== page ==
Red Eyes: Portrait of a City

Robert Quick

Where the -@!# did my muse go?

Writer, dreamer, knight, shackled by entertainment . . . and people.


So many of the businesses in Lickton were gated, barred, or just downright broken. The damage wasn't contained to businesses either. Boarded up windows and doors hid fearfully behind waist high fences burdened with condemned signs, neither of which kept anyone out. Kids, junkies, and homeless came and went as they pleased in houses that no longer pleased anyone. Graffiti crawled up along side of buildings like colorful mold, messages meant for a handful of people and warnings to everyone else. Trash overflowed into the gutter from vacant lots and you couldn't walk one block without encountering shards of broken bottles or empty wrappers from chips and candy. In the summer you could taste the rot.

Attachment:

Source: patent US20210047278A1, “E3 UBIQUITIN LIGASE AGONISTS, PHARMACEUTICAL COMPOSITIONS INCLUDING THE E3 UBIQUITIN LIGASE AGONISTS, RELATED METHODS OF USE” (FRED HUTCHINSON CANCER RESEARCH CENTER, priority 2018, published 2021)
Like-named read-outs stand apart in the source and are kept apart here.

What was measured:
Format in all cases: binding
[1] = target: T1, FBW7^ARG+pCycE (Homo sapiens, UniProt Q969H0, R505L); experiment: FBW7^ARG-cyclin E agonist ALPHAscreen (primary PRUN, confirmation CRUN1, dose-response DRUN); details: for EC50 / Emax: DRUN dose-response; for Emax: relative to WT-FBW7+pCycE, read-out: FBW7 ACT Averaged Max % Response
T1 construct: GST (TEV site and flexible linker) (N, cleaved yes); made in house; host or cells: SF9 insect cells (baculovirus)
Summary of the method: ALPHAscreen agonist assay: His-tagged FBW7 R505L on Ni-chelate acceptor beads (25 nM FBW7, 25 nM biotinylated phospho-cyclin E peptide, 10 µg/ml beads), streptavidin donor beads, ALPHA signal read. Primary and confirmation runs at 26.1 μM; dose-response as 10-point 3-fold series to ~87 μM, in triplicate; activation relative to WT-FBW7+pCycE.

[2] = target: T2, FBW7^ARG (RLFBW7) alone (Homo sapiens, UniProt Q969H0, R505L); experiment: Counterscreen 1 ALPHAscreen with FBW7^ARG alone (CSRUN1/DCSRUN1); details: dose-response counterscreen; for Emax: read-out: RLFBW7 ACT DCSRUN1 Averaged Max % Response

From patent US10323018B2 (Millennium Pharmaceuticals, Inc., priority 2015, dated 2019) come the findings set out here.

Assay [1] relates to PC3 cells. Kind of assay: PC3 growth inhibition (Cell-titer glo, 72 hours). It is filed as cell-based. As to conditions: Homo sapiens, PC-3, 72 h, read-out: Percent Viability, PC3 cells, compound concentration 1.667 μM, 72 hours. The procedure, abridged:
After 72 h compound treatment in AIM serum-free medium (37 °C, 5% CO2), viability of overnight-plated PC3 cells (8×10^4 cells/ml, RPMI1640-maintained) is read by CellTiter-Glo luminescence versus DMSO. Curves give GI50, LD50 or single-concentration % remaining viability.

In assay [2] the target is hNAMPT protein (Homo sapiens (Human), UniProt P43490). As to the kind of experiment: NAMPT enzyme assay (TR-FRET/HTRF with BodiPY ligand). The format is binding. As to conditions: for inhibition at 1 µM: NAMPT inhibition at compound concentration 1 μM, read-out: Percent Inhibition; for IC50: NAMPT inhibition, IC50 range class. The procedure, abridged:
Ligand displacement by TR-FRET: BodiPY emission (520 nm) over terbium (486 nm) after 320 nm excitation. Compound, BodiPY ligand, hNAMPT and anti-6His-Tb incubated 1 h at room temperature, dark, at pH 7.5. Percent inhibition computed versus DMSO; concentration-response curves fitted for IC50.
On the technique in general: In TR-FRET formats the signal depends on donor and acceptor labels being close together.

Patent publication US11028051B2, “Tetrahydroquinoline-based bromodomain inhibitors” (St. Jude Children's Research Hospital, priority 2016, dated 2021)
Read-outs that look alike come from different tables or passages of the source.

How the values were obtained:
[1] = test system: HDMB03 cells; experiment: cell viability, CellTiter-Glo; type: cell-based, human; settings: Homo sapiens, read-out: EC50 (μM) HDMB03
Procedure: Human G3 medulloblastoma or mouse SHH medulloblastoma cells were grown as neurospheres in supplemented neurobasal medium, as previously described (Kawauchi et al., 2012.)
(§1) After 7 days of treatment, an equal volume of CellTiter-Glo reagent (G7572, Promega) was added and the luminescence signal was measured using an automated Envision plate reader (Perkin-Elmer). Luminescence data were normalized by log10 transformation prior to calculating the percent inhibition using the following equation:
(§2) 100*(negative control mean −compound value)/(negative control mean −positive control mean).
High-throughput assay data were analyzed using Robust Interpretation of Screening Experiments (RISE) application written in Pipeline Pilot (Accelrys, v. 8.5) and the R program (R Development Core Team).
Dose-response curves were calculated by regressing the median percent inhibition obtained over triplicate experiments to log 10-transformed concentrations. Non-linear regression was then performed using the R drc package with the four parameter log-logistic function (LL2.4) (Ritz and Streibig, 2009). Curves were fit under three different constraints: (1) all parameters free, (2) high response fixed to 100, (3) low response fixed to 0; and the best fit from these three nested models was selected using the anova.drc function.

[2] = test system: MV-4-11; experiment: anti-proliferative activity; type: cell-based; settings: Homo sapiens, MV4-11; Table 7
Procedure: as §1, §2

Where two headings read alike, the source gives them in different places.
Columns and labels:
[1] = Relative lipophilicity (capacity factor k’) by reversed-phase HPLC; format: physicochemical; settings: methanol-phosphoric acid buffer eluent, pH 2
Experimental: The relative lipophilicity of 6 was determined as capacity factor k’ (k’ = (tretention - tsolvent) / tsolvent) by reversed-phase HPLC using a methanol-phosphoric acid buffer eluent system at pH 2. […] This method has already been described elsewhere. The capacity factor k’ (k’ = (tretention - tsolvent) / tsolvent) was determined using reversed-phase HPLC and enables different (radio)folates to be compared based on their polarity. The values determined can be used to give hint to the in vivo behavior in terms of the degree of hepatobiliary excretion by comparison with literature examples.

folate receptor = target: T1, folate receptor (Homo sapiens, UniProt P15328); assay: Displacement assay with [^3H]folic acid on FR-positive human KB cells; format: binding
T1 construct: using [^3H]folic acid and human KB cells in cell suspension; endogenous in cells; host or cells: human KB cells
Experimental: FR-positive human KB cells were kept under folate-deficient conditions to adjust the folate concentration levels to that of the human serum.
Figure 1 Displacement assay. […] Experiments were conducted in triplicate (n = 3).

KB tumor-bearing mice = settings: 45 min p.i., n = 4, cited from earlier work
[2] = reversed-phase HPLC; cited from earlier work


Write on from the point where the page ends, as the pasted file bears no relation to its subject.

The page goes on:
Lamar winced as he failed to avoid a pot hole. His Volvo was heavy enough that dropping into one of the craters that pitted most of the major streets in Lickton but especially the blocks that spanned from East Lickton, Martin Luther King Jr., to San Antonio, could wreck his alignment but all he could do was drive.


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